This is one of my favorite basic exercises to begin a back training session.

When you start doing it, you realize it is one of the hardest exercises out there. Pull-ups are easier.

In short, you begin by lying face down on a bench and lifting your legs off the ground.

Then you raise your upper torso and arms as you hold yourself in a well-balanced position, much like Superman in flight. Lifting your legs and upper body at the same time forces you to lift a greater percentage of your bodyweight.

To increase or decrease the level of difficulty, you can move forward or backwards on the bench and accordingly shorten your lever arm.

The Superman works the following muscles:

  • Chest
  • Shoulders
  • Abdominals
  • Glutes
  • Shoulders
  • Glutes
  • Thighs
  • Calves
  • Core

The biggest benefit of this exercise is its versatility.

No other exercise can build endurance, stability, core strength, arm and back strength and glute and leg strength like the Super Man.

And it is a great way to start a back workout. Much like bench press is the best way to get warmed up for chest.

You can also use your Super Man as a core workout. Do a 3 set of 30-second holds as you gradually increase your core strength and stability.

Reverse Snow Angel

This is a variation of the Reverse Snow Angel exercise and will work your back and legs. This is a great movement for engaging the lower erector spinae.

From the flat position, bring your hips up. Extend your arms and place hands behind the head. Keep your arms straight and your head off the ground.

You can rotate from the waist and outward to the opposite side. You will feel this on your outer lats. To reach further, flex the feet.

Repetitions: 3 sets of 12 repetitions


The Plank is a basic exercise that works the core muscles of the body.

Lie face down with knees on the ground.

Hold the upper body up by placing your forearms on the ground.

The elbows should be placed underneath the shoulder.

Keep the back straight and tighten the stomach muscles as well as thighs.

Hold the position as long as possible.

There are numerous variations of Plank including Regular Plank, Elbow Plank and Table Plank as well as a Plank with One Leg, One Arm, Double Arm and Double Leg.

Front Lever

The front lever is, as the name suggests, an exercise that focuses on the muscles of the front of the body, in particular the shoulders, arms, torso, and hips. The exercise is performed by hanging from a horizontal bar with the arms in a bent position, as though the performer is attempting to lead with the head, and then extending the arms.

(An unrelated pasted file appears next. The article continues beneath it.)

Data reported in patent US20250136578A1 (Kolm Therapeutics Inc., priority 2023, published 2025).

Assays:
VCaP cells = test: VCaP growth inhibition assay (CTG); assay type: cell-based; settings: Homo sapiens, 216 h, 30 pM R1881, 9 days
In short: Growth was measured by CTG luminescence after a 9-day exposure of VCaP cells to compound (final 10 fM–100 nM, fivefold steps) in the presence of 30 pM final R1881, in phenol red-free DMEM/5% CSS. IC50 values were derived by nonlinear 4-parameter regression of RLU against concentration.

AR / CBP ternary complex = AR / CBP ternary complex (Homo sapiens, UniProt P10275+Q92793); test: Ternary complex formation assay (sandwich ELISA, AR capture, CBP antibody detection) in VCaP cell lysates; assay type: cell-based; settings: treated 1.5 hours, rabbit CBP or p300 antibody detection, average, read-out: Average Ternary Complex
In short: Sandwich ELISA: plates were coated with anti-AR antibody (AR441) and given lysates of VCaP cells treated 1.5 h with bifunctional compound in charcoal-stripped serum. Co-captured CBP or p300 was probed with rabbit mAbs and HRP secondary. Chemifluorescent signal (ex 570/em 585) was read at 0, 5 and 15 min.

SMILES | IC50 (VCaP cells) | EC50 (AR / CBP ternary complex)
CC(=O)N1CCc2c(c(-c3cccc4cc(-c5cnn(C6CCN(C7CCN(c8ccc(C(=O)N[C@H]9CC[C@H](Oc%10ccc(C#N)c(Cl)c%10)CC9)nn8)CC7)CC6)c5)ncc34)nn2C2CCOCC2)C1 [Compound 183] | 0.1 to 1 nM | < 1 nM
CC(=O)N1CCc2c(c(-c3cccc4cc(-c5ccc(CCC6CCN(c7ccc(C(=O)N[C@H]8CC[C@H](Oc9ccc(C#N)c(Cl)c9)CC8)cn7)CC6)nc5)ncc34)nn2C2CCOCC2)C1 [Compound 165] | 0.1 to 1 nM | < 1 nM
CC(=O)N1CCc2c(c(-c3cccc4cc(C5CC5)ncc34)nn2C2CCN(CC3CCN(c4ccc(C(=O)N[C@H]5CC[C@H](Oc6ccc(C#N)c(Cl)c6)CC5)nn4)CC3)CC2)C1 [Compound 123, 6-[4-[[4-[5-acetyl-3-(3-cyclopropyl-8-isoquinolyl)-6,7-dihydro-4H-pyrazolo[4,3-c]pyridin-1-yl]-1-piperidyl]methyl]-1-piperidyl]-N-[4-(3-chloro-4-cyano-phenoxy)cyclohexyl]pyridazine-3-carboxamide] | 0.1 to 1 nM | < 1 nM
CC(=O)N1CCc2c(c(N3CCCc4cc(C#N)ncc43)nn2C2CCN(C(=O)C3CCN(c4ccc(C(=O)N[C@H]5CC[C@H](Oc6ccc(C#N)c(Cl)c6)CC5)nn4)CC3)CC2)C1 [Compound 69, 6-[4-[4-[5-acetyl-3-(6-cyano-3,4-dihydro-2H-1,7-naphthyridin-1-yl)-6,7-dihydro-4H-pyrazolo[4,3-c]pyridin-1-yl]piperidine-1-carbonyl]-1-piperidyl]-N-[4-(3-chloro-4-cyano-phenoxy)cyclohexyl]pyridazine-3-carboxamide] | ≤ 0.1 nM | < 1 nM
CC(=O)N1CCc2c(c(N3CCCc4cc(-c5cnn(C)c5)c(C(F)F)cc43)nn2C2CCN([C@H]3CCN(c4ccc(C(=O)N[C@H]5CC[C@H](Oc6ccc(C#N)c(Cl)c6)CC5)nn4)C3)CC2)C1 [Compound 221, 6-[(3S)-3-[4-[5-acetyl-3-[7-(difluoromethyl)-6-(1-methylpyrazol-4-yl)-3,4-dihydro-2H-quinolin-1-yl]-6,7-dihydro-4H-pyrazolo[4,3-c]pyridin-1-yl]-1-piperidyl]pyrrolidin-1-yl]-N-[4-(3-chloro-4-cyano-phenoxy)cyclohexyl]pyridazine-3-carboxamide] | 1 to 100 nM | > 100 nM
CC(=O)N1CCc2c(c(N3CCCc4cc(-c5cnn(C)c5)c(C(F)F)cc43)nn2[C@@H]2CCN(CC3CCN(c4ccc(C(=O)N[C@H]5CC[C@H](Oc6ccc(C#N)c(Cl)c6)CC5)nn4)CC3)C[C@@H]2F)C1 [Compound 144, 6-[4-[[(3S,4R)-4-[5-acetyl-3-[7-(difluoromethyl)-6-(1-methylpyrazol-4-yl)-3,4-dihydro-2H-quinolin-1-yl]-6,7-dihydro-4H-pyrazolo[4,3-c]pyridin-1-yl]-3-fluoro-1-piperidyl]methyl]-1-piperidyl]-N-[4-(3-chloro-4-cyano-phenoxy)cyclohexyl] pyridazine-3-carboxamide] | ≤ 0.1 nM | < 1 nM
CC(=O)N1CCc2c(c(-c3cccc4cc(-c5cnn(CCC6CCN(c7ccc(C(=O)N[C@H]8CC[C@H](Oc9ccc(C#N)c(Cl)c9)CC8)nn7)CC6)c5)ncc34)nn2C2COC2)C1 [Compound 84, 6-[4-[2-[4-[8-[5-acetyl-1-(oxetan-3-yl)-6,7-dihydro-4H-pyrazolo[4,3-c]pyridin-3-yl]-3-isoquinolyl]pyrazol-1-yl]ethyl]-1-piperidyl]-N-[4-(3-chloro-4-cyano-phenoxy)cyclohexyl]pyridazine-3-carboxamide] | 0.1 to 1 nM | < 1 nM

As the arms straighten in front of the body, it puts the shoulders in a stretched position and at the same time works the core muscles in the abdomen dramatically.

The front lever is a particular favorite amongst martial artists and gymnasts as it builds incredible strength in the hands and shoulders.

To perform the front lever, you should hang from a horizontal bar using an overhand grip (palms facing away from the body) and your arms should be curved as though you are pretending to lead with your head.

Slowly allow your arms to straighten in a parallel line with the body and hold this position for as long as you can.

Single leg dead-lift

Targets: Hamstrings, lower back, glutes

Instructions: You can do this with both feet on the ground, or one foot elevated – i.e. on a very sturdy chair or a stepping stone.

Hold a dumbbell in each hand, palms facing inwards. Keep the arms close to your body, and lift one foot off the ground until you’re on your tip toes. As you set it back down, lower your torso and let the weights lower in front of your body, until your arms are at 90 degrees from your body.

Make sure to keep your back straight during the entire exercise.

Caution: This exercise can put a lot of pressure on your knees, don’t lower yourself until you’re almost touching the ground. Also, make sure your knees don’t move inwards, allow them to hinge out as you go down.

Remember! You should be able to do at least twelve reps before switching legs. You can start adding weight once you master this exercise with bodyweight.

Handstand shrug

Put your hands next to a wall, walk your feet up the wall so that your body is in a straight line against it, walk your hands so that your body makes a "dot" and then extend your feet down while maintaining your head facing forward. Hold for as long as possible.